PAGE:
Opinions about art are diverse, strongly held and contradictive. Facing such conflict, many hoist a flag of surrender and say that art is just a matter of personal taste. Some even fly that flag triumphantly. They heatedly argue that art is not a thing worth arguing; they insist that nothing about art is objectively true except its objective lack of objective truthfulness.
This idea is not entirely new; de gustibus non est disputandum has been uttered for centuries, although I suspect that it has only recently been understood in an absolute sense. I see an error at the start of this line of reasoning: the assumption that in order for a thing to be real (and not just a product of the mind), it must be quantifiable. This is the perhaps the most popular error of modern thinking. At the end of this line of reasoning is a colorless, mechanical view of reality. The Catholic philosopher and physicist Wolfgang Smith described it well:
We are told that [the physical universe] consists of space, time and matter, or of space-time and energy, or perhaps of something else still more abstruse and even less imaginable; but in any case we are told in unequivocal terms what it excludes: as all of us have learnt, the physical universe is said to exclude just about everything which from the ordinary human point of view makes up the world.... What is being bifurcated or cut asunder are the so-called primary and secondary qualities: the things that can be described in mathematical terms, and those that cannot. Logically speaking, the bifurcation postulate is tantamount to the identification of the so-called physical universe (the world as conceived by the physicist) with the real world per se, through the device of relegating all else (all that does not fit this conception) to an ontological limbo, situated outside the world of objectively existent things.... Let it be said at once that this reduction of the world to the categories of physics is not a scientific discovery (as many believe), but a metaphysical assumption that has been built into the theory from the outset.New technology impresses this way of thinking even more deeply. Computers have it built into their every function, for they actually cannot heed anything unless it is reduced to a number. And technology imparts its bias to its users. To a man with a hammer, the adage goes, everything looks like a nail; to a man with a computer, everything looks like a datum.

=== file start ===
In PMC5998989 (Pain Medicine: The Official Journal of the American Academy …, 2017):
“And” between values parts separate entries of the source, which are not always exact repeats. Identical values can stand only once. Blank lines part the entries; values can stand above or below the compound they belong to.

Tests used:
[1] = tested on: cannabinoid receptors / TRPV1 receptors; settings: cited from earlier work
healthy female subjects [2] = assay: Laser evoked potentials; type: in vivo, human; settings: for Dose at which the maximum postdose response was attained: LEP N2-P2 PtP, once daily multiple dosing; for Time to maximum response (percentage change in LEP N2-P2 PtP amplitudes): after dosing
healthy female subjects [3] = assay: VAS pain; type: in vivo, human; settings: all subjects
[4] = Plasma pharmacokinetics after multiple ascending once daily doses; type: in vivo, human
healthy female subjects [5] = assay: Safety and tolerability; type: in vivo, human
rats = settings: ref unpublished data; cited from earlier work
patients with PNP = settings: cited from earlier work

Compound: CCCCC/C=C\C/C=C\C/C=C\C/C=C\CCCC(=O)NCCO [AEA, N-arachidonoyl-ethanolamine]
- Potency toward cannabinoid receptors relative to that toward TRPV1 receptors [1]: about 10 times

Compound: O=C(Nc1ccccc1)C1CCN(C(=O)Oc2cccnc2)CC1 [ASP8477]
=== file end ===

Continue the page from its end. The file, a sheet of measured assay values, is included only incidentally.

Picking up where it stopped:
The modern mind has acquired the habit of quantifying, sorting and ranking things that are not inherently numerical: beauty, intelligence, friendship, originality, love. This is, to the modern mind, the only way to prove that they are real. Art is recalcitrant to numerical description; hurrah, I say, for art. The criterion of the modern mind does not need to be met; it needs to be dismissed.
My first advice to anyone who wishes to appreciate or make sacred art is not to treat art like data. Do not rate it with stars; do not make top-ten lists. Real appreciation is gotten by paying serious attention to a work of art, just looking at it for a very long time. It is in the looking that communication through art happens.
Works quoted or referenced:
Wolfgang Smith, Cosmos and Transcendence: Breaking Through the Barrier of Scientistic Belief, (San Raphael CA: Sophia Perennis, 2008).
Neil Postman, Technopoly: The Surrender of Culture to Technology, (New York: Vantage Books, 1992).